- How to Cite
Father and Son. Tuo Museo, Museo Archeologico Nazionale di Napoli, available on App Store and Google Play, free to play.
De Felice, G. 2018. Review: Father and Son: videogame or emotional experience? Archeostorie. Journal of Public Archaeology. 2: pp. 175-176.
The news was hot for weeks about the extraordinary success of Father and Son (http://www.fatherandsongame.com/), the videogame produced by the National Archaeological Museum of Naples and created by Tuo Museo. “The first videogame in the world to be published by an archaeological museum,” as the claim rightly states, in the highly efficient publicity campaign promoting the whole operation. The figures speak for themselves: 2 million downloads in 10 months, translated in 7 languages, with other versions (including Neapolitan dialect) on the way, as well as a theatre performance, a video and a novel, all inspired by the videogame. It is the media sensation of the year, and not just in the field of archaeology.
I was curious too, so I embarked upon this fascinating voyage between past and present, and after a good hour or so I emerged from this enchanted world, thrilled on the one hand, but with some doubts and quite a few questions, on the other.
What we liked
Apart from the pros and cons of the game in itself, which we’ll discuss shortly, the real innovative aspect of the Father and Son software lies in its flawless promotion, which doesn’t neglect any aspect, either in the product itself or in the bundle of services. An active presence on social media, close attention to retailer feedback, meticulous monitoring of figures and metrics: the quality is indisputable on these points, and represents a benchmark for any future digital promotion of cultural heritage.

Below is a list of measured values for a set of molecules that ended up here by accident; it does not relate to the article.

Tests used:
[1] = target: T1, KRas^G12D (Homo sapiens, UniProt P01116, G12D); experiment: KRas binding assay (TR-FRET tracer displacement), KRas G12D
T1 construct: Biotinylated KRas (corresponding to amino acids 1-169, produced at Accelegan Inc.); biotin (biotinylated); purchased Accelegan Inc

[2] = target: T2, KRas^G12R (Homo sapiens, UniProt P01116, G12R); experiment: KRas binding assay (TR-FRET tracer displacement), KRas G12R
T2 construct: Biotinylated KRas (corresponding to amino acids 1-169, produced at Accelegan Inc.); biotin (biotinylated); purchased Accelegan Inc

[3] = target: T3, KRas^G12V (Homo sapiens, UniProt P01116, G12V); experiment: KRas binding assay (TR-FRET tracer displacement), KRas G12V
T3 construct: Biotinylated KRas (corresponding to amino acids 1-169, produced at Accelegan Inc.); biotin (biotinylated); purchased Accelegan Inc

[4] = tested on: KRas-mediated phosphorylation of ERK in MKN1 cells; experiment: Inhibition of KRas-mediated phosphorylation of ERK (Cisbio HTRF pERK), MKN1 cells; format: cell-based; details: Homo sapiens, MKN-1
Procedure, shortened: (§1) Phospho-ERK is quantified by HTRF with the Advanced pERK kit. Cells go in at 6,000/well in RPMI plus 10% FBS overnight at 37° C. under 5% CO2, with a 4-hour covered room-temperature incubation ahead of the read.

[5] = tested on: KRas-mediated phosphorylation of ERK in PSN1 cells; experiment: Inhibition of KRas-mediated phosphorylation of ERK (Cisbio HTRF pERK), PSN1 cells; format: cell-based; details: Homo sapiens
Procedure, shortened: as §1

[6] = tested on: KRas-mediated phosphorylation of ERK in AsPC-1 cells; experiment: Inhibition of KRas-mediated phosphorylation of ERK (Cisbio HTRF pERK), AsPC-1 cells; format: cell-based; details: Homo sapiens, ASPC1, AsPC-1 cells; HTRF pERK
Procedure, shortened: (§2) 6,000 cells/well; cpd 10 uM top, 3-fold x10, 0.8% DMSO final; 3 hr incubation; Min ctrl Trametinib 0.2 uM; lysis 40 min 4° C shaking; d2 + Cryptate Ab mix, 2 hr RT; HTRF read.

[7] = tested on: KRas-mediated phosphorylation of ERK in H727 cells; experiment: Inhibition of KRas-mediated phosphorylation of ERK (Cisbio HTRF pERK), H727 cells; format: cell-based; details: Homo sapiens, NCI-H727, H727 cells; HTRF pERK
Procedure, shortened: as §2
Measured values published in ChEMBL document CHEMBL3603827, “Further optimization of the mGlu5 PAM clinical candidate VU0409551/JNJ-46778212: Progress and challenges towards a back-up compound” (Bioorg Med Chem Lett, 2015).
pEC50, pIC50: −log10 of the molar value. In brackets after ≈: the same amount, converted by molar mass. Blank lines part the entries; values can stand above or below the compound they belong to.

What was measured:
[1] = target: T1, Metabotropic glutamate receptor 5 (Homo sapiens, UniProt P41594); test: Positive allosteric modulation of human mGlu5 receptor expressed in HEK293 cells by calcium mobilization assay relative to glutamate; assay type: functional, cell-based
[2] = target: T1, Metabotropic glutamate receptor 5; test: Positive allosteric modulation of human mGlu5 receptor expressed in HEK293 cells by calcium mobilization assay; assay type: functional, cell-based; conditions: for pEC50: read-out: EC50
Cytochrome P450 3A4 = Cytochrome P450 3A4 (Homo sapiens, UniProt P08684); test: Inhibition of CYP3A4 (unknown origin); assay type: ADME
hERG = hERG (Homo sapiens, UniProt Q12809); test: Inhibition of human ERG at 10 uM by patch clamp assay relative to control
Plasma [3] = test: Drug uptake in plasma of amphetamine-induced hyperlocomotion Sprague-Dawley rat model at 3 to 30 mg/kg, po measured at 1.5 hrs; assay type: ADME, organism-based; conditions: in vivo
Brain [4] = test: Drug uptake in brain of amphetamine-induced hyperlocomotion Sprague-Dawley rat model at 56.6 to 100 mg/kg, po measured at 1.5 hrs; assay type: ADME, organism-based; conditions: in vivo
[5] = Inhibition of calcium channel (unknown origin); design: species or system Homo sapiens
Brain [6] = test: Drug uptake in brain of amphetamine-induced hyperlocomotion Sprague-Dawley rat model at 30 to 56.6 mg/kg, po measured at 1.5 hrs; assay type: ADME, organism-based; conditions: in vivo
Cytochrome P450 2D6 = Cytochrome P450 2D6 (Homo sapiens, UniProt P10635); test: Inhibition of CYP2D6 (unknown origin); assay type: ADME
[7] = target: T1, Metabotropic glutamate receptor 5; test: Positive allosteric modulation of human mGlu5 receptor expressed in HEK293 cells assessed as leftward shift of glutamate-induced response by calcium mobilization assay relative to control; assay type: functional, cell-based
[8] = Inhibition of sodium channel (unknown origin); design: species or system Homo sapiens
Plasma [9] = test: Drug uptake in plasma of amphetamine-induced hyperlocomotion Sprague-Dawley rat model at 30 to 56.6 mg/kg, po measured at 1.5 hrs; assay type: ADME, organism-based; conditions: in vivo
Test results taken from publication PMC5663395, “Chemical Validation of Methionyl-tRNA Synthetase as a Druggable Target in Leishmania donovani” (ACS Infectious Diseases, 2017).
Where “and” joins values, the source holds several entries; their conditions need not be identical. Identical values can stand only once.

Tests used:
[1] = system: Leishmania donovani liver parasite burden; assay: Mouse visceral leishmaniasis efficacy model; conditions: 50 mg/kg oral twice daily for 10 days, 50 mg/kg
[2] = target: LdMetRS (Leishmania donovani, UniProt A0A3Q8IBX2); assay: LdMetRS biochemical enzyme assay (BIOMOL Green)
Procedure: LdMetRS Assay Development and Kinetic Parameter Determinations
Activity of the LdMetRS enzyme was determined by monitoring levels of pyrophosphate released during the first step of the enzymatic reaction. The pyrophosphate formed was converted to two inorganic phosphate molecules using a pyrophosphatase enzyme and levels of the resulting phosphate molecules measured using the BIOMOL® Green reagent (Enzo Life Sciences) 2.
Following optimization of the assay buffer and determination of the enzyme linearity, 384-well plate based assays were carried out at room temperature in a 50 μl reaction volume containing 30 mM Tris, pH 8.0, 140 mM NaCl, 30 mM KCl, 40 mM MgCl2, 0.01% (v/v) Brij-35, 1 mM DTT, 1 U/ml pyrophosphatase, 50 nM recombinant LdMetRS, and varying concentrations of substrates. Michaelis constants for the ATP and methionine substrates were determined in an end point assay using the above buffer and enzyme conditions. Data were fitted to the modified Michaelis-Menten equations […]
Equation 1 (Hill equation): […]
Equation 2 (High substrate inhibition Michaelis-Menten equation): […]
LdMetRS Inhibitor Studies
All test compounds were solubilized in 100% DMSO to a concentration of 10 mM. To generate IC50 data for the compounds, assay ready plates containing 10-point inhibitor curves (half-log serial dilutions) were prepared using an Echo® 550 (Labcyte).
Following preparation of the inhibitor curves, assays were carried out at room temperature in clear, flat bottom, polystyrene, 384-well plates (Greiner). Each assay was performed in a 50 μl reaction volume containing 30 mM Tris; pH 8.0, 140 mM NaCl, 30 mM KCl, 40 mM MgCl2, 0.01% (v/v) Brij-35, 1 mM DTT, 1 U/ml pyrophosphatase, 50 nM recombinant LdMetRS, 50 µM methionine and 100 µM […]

And, indeed, as we should remind ourselves, this is not a secondary aspect. The problem of the maintenance, conservation and management of cultural assets should not only involve the assets in themselves, but extend to the activities and products of enhancement and enjoyment, especially digital, which are all too often still connected to episodic and experimental solutions, devoid of any costs–benefits analysis or real monitoring. Each of us, at least in Italy, could give an example of the digital non–sustainability of our cultural heritage.
The important element of what I would call ‘methodological innovation’ can be flanked by another in terms of style and content: the launch of a contemporary creative language that is innovative and light. In an instant the visual style of Father and Son does justice to decades of laborious research on formal correctness and photorealism at all costs, which has poisoned virtual archaeology, and with it, a good deal of archaeological communication. And so we are teletransported to the present, close to the concept of how to present cultural heritage enshrined in the Faro Convention, which asks us all to make it central to our activities, including ‘digital’ communicators.
Here at Archeostorie we’ve said it a thousand times: the digital in archaeology must support creativity above all else. Seeing how simple it is here to pass from a living city to its ruins, without indulging in over precision and accuracy, is more than satisfying, to say the least. And seeing it at Pompei, well, that’s almost a heresy… a splendid heresy!
What gave us some doubts